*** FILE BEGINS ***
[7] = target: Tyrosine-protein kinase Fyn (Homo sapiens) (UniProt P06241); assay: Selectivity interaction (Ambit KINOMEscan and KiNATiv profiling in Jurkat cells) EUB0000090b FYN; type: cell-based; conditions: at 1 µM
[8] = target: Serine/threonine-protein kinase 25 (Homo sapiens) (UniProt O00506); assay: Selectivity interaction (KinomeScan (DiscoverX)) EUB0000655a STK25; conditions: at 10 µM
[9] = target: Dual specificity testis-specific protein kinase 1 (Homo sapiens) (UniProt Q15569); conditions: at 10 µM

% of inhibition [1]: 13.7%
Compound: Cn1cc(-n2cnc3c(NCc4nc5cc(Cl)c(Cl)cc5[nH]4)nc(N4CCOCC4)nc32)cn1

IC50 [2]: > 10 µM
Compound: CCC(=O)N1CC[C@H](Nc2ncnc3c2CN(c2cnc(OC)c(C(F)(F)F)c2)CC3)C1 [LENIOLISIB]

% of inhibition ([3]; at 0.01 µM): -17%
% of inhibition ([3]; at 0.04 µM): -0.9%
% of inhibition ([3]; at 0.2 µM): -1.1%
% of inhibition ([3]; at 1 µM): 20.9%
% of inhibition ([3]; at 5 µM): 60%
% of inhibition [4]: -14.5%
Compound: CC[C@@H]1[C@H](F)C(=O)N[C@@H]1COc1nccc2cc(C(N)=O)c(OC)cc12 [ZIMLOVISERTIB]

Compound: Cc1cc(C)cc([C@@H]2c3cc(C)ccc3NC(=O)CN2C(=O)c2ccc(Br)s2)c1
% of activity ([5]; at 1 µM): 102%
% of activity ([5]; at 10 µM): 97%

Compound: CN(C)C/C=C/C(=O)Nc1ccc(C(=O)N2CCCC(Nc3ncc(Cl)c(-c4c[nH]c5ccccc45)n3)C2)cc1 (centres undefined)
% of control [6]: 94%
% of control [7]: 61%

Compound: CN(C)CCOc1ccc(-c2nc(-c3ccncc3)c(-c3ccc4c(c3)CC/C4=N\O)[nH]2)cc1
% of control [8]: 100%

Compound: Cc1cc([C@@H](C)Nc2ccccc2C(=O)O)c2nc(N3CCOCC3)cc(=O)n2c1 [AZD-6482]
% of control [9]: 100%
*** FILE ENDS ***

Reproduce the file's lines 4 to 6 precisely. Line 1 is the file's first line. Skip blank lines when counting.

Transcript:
% of inhibition [1]: 13.7%
Compound: Cn1cc(-n2cnc3c(NCc4nc5cc(Cl)c(Cl)cc5[nH]4)nc(N4CCOCC4)nc32)cn1

IC50 [2]: > 10 µM